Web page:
Historic America: The Southby Brooks Robards
The story of America's South, still unfolding, is a fascinating tale that interweaves hope and promise, poverty and plenty, elegance and sophistication, conflict and deep loss -- all set against a landscape of diverse and unparalleled beauty. Today, the South is a world-renowned vacation paradise, with its palm-fringed beaches; lush, exotic plant life; abundant animal life on land and in the waters; and relaxed, hospitable atmosphere. Many visitors are unaware that the region boasts such a rich history -- that Jamestown, Virginia, was America's first European colony; that St. Augustine, Florida, is the nation's oldest city; or that the prehistoric mound-building peoples built structures believed to have been as complex, and larger than, the great pyramids of Egypt, at an even earlier time. Haunted by the echoes of cannon and rifles fired by Americans against their fellow citizens in the "War Between the States," and scarred by the dehumanizing institution of slavery and the continued repression of African-Americans long after that war, the South has witnessed violence, back-breaking labor, and the tears and hardships of those who survived to rebuild upon the ashes of conflict. Yet despite so much adversity, creativity has flourished in this region as in few others.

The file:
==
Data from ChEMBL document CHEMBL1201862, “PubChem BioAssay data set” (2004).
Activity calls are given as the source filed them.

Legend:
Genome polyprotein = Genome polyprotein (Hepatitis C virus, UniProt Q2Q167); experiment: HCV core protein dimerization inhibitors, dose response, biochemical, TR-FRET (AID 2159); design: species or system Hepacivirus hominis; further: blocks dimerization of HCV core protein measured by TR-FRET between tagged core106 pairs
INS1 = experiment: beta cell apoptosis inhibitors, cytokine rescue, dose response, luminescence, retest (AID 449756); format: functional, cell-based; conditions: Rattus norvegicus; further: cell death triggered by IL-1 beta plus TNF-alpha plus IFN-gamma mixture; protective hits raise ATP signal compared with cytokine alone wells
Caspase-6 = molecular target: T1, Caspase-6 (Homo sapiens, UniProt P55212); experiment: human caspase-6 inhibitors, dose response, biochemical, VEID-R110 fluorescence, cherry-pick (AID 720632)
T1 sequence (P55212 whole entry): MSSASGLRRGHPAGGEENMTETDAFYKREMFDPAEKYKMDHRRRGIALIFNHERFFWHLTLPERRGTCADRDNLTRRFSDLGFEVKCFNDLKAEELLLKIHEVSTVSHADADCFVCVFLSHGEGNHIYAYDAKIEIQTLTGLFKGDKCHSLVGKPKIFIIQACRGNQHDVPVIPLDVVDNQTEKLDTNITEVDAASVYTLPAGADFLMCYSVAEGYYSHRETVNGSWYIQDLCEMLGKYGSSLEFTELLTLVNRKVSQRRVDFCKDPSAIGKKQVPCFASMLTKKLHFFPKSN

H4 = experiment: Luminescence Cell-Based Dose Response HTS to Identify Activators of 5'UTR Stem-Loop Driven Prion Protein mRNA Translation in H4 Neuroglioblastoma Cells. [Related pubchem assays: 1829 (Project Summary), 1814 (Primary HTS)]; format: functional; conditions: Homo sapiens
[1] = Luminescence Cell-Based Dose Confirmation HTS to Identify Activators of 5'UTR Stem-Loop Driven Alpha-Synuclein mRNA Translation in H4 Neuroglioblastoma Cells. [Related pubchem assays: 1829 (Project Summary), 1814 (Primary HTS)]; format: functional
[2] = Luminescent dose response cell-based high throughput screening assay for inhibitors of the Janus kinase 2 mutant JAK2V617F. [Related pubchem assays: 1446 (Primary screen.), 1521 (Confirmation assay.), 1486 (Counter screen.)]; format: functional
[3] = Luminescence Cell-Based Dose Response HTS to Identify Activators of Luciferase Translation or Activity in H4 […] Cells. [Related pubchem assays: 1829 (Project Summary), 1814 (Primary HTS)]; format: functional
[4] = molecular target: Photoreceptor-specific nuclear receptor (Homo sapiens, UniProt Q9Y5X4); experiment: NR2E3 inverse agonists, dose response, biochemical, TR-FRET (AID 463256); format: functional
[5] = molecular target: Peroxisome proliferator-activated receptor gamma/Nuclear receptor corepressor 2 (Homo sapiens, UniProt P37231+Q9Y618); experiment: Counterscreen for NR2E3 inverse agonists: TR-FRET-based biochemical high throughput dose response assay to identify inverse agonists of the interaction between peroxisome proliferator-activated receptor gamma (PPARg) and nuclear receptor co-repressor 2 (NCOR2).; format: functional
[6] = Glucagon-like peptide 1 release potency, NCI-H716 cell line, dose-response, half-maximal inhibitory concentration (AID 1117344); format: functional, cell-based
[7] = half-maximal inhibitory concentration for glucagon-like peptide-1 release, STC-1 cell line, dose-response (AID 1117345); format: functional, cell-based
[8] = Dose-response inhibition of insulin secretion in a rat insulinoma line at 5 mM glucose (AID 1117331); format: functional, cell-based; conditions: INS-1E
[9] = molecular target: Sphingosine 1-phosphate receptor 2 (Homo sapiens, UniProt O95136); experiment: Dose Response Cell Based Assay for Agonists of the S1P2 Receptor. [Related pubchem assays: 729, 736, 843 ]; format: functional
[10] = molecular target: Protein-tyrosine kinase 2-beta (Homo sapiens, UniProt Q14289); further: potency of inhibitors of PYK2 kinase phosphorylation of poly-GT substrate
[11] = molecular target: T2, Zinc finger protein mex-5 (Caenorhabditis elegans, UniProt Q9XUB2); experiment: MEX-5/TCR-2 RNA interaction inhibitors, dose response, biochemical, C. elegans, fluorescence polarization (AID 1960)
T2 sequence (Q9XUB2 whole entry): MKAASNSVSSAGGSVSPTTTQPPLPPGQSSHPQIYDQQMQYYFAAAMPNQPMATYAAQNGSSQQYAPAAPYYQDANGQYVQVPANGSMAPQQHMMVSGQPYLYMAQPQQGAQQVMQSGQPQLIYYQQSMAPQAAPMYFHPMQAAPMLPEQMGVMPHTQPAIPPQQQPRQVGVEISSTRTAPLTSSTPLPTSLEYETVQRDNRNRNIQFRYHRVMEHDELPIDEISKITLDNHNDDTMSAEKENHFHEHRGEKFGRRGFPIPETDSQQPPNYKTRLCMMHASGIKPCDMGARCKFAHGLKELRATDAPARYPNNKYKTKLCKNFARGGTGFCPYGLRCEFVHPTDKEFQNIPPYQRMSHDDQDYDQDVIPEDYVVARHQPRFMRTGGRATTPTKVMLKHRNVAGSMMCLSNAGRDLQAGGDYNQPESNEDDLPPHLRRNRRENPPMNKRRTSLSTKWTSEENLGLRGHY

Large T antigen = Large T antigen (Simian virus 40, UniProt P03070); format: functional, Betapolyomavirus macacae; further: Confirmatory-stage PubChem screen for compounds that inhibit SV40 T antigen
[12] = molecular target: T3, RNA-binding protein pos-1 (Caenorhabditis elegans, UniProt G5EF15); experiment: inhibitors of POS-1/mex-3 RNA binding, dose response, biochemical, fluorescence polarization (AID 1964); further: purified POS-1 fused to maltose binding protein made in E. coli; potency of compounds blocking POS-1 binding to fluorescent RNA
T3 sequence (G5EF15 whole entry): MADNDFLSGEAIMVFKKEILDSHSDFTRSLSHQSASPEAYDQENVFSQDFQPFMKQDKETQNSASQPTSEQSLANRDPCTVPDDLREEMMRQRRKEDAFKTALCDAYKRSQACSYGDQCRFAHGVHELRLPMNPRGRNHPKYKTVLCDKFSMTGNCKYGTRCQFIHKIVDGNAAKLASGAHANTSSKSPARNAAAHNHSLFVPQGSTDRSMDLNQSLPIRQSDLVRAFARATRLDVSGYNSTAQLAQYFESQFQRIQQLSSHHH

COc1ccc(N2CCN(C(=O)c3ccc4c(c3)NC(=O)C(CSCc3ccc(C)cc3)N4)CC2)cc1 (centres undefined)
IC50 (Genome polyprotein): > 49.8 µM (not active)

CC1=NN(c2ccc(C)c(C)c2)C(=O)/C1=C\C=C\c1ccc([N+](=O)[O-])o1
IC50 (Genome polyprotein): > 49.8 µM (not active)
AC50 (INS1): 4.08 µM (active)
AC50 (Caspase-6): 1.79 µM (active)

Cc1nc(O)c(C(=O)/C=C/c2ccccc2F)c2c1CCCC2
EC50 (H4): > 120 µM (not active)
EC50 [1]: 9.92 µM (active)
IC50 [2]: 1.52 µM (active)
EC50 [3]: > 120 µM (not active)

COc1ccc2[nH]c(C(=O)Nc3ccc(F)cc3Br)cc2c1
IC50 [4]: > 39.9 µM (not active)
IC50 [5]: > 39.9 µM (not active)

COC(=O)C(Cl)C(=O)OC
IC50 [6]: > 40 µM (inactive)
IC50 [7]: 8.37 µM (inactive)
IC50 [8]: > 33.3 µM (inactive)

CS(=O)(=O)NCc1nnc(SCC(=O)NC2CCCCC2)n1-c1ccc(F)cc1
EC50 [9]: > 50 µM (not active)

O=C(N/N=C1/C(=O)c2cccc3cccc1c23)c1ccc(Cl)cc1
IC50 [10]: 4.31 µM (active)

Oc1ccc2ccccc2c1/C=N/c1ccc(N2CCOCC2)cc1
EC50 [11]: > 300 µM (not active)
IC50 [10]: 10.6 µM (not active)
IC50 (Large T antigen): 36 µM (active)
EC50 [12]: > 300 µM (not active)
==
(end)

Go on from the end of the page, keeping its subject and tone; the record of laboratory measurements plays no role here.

The kaleidoscope of vibrant local color includes bougainvillea vines spilling over the walls of secluded Florida retreats; Mardi Gras celebrants thronging the streets of New Orleans's French Quarter; the delightful seaport of Charleston, South Carolina; and the still-captivating elegance of Savannah, Georgia. Classical plantation houses overlook rivers from Virginia to Mississippi. The Spanish influence is widely felt in Florida, from St. Augustine to the unspoiled Keys, while streamlined Art Deco hotels dominate the lively resort of Miami Beach. The South also has huge wilderness tracts, including the dreamlike Great Smoky Mountains, the windswept oceanfront of the Outer Banks, and the great "river of grass" called the Everglades. Sultry Louisiana bayou country contrasts with the cool forests and hot springs of Arkansas, and vacationers find congenial attractions all over the region. Southern cuisine is justly famous, from buttermilk biscuits and pecan pie to fried chicken, fresh seafood, and spicy Cajun gumbo. The region also has a brilliant cultural history that includes great literature, art, and the faith-filled gospel music that served as the fountainhead for jazz, country, folk songs, blues, and rock -- all rooted in the abiding spirituality that has pervaded this region for centuries and helped to make its diversity, over time, a source of unity.
- Thunder Bay Press
- Publication date:
- Product dimensions:
- 8.96(w) x 11.18(h) x 0.81(d)
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